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Belief in a coming fundamental transformation of society
Millenarianism (also millenarism), from Latin m?ll?n?rius "containing a thousand", is the belief by a religious, social, or political group or movement in a coming fundamental transformation of society, after which "all things will be changed". Millenarianism exists in various cultures and religions worldwide, with various interpretations of what constitutes a transformation.
These movements believe in radical changes to society after a major cataclysm or transformative event and are not necessarily linked to millennialist movements in Christianity and Zoroastrianism.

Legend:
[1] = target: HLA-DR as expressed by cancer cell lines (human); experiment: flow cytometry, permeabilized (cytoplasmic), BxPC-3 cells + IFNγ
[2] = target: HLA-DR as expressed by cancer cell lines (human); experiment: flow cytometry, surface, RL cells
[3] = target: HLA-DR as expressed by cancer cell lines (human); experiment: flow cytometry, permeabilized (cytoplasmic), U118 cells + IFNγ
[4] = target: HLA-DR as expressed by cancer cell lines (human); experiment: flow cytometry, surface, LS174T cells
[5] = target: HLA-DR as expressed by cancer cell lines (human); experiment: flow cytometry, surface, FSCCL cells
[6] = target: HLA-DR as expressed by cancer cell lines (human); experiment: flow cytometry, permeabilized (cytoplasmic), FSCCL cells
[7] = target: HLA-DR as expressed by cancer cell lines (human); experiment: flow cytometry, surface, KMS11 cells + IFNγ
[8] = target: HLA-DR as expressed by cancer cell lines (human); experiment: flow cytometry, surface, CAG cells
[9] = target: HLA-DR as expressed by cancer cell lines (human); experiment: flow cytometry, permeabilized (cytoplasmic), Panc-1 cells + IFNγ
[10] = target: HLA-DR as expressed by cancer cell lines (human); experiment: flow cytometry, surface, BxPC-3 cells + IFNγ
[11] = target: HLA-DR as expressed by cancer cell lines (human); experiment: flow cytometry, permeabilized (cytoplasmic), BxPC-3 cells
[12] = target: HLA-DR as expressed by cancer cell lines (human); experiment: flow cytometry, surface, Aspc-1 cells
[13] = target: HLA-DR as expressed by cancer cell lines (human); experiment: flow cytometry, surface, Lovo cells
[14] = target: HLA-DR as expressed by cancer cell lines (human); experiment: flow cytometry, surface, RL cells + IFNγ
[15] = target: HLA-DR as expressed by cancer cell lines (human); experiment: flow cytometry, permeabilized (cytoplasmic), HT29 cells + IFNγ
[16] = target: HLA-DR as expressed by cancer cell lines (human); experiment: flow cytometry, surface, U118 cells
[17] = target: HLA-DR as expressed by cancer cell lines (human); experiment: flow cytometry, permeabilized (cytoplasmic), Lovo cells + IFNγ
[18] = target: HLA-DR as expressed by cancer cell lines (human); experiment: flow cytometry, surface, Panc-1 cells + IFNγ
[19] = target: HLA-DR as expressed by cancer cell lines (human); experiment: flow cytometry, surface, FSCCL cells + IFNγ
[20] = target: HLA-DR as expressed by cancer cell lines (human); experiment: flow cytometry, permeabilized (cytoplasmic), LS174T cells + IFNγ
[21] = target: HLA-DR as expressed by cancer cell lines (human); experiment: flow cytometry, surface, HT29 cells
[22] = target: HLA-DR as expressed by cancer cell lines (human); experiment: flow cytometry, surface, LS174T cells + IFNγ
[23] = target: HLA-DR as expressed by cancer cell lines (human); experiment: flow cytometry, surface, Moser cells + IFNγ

Millenarianist movements can be secular (not espousing a particular religion) or religious in nature.
Millennium is from the Latin mille, "one thousand," and annus, "year"--hence the two n's. Millenarian is from the Latin millenarius, "containing a thousand (of anything)," hence no annus, and only one "n".
The application of an apocalyptic timetable to the changing of the world has happened in many cultures and religions, and continues to this day, and is not relegated to the sects of major world religions. Increasingly in the study of apocalyptic new religious movements, millenarianism is used to refer to a more cataclysmic and destructive arrival of a utopian period as compared to millennialism which is often used to denote a more peaceful arrival and is more closely associated with a one thousand year utopia.